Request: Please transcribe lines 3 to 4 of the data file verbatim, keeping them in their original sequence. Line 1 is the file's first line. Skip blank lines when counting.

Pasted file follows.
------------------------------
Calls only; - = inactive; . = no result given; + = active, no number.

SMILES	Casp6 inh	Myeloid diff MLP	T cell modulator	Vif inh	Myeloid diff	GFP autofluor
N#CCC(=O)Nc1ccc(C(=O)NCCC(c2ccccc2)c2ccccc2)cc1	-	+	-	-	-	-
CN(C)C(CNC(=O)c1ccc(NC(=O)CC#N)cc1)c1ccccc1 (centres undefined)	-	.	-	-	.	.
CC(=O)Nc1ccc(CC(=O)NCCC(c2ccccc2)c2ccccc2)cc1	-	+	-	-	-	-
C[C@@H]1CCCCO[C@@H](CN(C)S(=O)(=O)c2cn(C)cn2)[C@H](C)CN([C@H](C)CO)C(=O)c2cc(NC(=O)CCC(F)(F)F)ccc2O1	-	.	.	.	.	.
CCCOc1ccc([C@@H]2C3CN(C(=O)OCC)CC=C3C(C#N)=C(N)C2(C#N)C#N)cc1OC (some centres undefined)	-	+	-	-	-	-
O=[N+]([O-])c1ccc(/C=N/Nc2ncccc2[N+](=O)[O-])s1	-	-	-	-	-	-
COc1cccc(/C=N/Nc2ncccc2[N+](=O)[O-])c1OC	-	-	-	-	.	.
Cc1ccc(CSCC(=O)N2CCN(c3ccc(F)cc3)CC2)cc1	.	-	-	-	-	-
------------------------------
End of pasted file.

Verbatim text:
N#CCC(=O)Nc1ccc(C(=O)NCCC(c2ccccc2)c2ccccc2)cc1	-	+	-	-	-	-
CN(C)C(CNC(=O)c1ccc(NC(=O)CC#N)cc1)c1ccccc1 (centres undefined)	-	.	-	-	.	.